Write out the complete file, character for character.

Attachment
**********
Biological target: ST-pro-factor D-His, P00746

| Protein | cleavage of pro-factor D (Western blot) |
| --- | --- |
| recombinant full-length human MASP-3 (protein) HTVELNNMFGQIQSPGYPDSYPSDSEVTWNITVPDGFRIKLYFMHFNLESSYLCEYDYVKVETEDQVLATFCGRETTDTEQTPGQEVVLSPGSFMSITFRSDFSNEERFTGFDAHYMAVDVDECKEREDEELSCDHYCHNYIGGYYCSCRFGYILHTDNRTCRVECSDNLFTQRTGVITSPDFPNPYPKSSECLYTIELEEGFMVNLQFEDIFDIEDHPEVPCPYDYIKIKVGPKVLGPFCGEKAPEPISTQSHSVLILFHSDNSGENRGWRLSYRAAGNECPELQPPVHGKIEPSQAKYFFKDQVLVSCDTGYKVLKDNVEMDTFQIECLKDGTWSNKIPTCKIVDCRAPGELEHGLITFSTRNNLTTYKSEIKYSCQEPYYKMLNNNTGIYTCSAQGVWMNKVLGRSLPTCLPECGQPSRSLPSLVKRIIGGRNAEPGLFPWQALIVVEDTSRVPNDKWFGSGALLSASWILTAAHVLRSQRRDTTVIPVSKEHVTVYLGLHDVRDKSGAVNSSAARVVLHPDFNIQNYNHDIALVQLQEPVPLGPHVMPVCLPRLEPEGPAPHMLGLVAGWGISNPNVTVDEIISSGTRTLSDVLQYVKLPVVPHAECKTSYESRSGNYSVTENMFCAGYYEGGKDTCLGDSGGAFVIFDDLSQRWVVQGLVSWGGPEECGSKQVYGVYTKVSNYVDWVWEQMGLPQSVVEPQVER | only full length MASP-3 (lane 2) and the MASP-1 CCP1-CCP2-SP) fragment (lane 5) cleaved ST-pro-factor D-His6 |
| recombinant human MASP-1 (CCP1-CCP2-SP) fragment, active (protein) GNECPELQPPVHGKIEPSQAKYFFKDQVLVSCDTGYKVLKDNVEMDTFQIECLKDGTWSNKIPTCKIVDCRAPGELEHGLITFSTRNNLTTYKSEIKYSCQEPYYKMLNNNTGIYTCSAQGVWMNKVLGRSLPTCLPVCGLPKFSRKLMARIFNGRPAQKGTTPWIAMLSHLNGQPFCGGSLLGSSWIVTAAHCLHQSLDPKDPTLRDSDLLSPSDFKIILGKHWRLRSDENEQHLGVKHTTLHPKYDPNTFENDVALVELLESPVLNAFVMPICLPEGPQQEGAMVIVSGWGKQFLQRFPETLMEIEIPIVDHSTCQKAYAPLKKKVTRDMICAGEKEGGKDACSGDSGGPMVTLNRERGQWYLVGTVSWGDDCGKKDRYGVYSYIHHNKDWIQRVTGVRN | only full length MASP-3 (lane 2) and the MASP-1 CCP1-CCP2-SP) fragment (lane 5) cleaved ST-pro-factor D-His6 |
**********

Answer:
Biological target: ST-pro-factor D-His, P00746

| Protein | cleavage of pro-factor D (Western blot) |
| --- | --- |
| recombinant full-length human MASP-3 (protein) HTVELNNMFGQIQSPGYPDSYPSDSEVTWNITVPDGFRIKLYFMHFNLESSYLCEYDYVKVETEDQVLATFCGRETTDTEQTPGQEVVLSPGSFMSITFRSDFSNEERFTGFDAHYMAVDVDECKEREDEELSCDHYCHNYIGGYYCSCRFGYILHTDNRTCRVECSDNLFTQRTGVITSPDFPNPYPKSSECLYTIELEEGFMVNLQFEDIFDIEDHPEVPCPYDYIKIKVGPKVLGPFCGEKAPEPISTQSHSVLILFHSDNSGENRGWRLSYRAAGNECPELQPPVHGKIEPSQAKYFFKDQVLVSCDTGYKVLKDNVEMDTFQIECLKDGTWSNKIPTCKIVDCRAPGELEHGLITFSTRNNLTTYKSEIKYSCQEPYYKMLNNNTGIYTCSAQGVWMNKVLGRSLPTCLPECGQPSRSLPSLVKRIIGGRNAEPGLFPWQALIVVEDTSRVPNDKWFGSGALLSASWILTAAHVLRSQRRDTTVIPVSKEHVTVYLGLHDVRDKSGAVNSSAARVVLHPDFNIQNYNHDIALVQLQEPVPLGPHVMPVCLPRLEPEGPAPHMLGLVAGWGISNPNVTVDEIISSGTRTLSDVLQYVKLPVVPHAECKTSYESRSGNYSVTENMFCAGYYEGGKDTCLGDSGGAFVIFDDLSQRWVVQGLVSWGGPEECGSKQVYGVYTKVSNYVDWVWEQMGLPQSVVEPQVER | only full length MASP-3 (lane 2) and the MASP-1 CCP1-CCP2-SP) fragment (lane 5) cleaved ST-pro-factor D-His6 |
| recombinant human MASP-1 (CCP1-CCP2-SP) fragment, active (protein) GNECPELQPPVHGKIEPSQAKYFFKDQVLVSCDTGYKVLKDNVEMDTFQIECLKDGTWSNKIPTCKIVDCRAPGELEHGLITFSTRNNLTTYKSEIKYSCQEPYYKMLNNNTGIYTCSAQGVWMNKVLGRSLPTCLPVCGLPKFSRKLMARIFNGRPAQKGTTPWIAMLSHLNGQPFCGGSLLGSSWIVTAAHCLHQSLDPKDPTLRDSDLLSPSDFKIILGKHWRLRSDENEQHLGVKHTTLHPKYDPNTFENDVALVELLESPVLNAFVMPICLPEGPQQEGAMVIVSGWGKQFLQRFPETLMEIEIPIVDHSTCQKAYAPLKKKVTRDMICAGEKEGGKDACSGDSGGPMVTLNRERGQWYLVGTVSWGDDCGKKDRYGVYSYIHHNKDWIQRVTGVRN | only full length MASP-3 (lane 2) and the MASP-1 CCP1-CCP2-SP) fragment (lane 5) cleaved ST-pro-factor D-His6 |